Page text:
Rethinking How You Anticipate and View Criticism

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Rethinking How You Anticipate and View Criticism

No one likes to be criticized, or receive feedback that is anything less-than-positive. In fact, negative feedback has become such a stigma in our culture that there are trainings and suggestions on how to give negative feedback, such as the “compliment sandwich” in which a critique is sandwiched in-between two positive statements.
What’s more, everyone knows the feeling of anxiety–and sometimes downright fear–that is associated with the anticipation of negative feedback and criticism. For example, if you’re a college student who’s bombed a test or an essay, thinking about your grade or professor’s comments on your work can be enough to cause a stomach ache. Or, if you’re a professional in the workplace who makes a project mistake, and your boss requests that you come into their office, the anticipation of knowing that the meeting isn’t going to go well can be extremely stressful.

Changing the Way You Anticipate and View Criticism

But what if you could change the way that you think about negative feedback, training yourself to actually look forward to criticism rather than trying to avoid it? This was exactly the focus of a recent TED podcast delivered by Adam Grant, and succinctly summarized by The New York Times. Grant explains that avoiding negative feedback is so deeply ingrained in most of us that we will actually have a physical response to it–breathing becomes shallow and rapid, heart rate goes up–and that some of us may even reshape our social networks to avoid those who critique us.
But criticism doesn’t have to be a bad thing. In fact, criticism can be helpful when it comes to self-improvement, and receiving criticism is something that we could all get better at.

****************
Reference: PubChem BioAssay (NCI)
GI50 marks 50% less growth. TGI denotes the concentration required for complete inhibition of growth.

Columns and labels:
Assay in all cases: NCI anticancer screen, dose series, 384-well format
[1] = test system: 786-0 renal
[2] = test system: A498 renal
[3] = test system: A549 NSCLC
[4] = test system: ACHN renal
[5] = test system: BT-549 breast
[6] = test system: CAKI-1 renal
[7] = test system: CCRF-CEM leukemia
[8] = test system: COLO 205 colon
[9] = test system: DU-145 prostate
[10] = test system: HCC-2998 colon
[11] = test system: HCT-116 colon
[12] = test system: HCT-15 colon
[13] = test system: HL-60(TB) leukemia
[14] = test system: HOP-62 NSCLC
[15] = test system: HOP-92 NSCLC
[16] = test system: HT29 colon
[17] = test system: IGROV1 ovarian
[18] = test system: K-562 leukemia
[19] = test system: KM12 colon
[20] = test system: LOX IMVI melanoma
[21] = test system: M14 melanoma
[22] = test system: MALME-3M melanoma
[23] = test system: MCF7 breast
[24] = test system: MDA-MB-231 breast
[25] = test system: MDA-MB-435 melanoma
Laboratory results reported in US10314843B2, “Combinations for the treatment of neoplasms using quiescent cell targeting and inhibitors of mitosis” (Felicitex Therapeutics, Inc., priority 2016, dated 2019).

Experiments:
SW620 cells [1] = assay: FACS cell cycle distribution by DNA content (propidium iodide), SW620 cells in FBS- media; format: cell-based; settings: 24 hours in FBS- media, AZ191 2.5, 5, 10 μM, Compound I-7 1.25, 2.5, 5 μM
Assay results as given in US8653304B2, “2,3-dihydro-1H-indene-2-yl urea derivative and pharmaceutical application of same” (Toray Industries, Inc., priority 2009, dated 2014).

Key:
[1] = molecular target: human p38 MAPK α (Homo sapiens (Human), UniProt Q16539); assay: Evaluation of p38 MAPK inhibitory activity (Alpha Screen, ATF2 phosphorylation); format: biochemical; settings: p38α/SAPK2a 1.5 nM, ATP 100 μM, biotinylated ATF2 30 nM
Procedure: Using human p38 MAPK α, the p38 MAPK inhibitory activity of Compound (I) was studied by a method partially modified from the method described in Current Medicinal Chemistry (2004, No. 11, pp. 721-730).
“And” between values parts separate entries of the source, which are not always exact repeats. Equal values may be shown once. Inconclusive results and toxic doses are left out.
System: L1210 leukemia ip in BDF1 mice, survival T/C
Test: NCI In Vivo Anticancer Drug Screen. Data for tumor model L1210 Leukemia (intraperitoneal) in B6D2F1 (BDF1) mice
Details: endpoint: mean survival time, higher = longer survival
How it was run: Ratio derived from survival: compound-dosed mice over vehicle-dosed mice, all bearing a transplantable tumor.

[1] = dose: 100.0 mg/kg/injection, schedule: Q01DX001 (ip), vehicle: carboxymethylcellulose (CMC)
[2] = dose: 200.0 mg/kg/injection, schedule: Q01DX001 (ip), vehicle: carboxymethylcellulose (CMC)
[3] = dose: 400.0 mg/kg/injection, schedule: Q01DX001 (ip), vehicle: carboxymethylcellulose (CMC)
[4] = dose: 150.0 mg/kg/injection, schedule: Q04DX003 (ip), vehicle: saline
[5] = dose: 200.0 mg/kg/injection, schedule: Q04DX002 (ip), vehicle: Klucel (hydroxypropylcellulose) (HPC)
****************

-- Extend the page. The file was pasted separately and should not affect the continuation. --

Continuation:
How to Improve How You Feel About Negative Feedback

As explained by Grant, the foundation for changing how you feel about negative feedback lies in “trusting that everyone is participating in good faith,” and therefore that the feedback is being given not because the individual delivering it hates you or is out to get you, but honestly wants to see improvements and cares to help you reach a greater level of success. In order to be able to accept this truth, you must practice the delivery of negative feedback yourself – do so honestly and kindly, and don’t beat around the bush. Consider your motives for delivering the feedback; is it to shame the other person, or aid them?

Transforming Anxiety into Self Improvement

If you are able to reshape the way that you view criticism, you will eventually be able to transform the anxiety that you experience, and the information you receive, into useable data for self improvement. Indeed, Grant says that you should associate negative feedback with opportunity, not anxiety.

Take the First Steps Today

If you are ready to get your anxiety under control and take action to change the way that you anticipate, receive, and use criticisms, Nadia Khalil can help. Nadia is a personal life coach living in California who believes that happiness and success are a result of transforming your mind, body, and soul. To learn more and take the first steps today, contact Nadia online to schedule your private one-on-one consultation.